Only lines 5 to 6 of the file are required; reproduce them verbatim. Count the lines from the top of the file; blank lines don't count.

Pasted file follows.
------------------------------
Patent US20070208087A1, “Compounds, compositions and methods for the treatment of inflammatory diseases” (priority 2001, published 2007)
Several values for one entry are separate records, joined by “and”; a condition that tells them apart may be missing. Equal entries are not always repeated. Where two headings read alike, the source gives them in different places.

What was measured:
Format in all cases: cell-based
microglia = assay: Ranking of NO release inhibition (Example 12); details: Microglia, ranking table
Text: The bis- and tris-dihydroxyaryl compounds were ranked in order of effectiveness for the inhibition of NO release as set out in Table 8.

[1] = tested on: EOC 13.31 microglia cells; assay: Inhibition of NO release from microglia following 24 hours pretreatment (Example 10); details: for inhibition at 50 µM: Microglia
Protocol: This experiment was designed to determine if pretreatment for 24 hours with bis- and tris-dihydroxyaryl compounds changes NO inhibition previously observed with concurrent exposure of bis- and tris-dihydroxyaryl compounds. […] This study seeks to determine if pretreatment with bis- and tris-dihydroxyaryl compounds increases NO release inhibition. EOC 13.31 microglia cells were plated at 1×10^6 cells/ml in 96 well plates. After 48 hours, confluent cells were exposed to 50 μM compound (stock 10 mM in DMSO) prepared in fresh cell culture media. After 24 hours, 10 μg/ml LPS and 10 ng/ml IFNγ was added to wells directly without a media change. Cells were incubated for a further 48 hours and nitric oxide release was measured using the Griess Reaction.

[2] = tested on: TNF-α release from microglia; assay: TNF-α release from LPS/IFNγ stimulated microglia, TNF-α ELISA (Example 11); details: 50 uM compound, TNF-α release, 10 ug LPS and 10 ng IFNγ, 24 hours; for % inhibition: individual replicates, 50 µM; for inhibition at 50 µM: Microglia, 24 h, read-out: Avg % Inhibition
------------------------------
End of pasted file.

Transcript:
microglia = assay: Ranking of NO release inhibition (Example 12); details: Microglia, ranking table
Text: The bis- and tris-dihydroxyaryl compounds were ranked in order of effectiveness for the inhibition of NO release as set out in Table 8.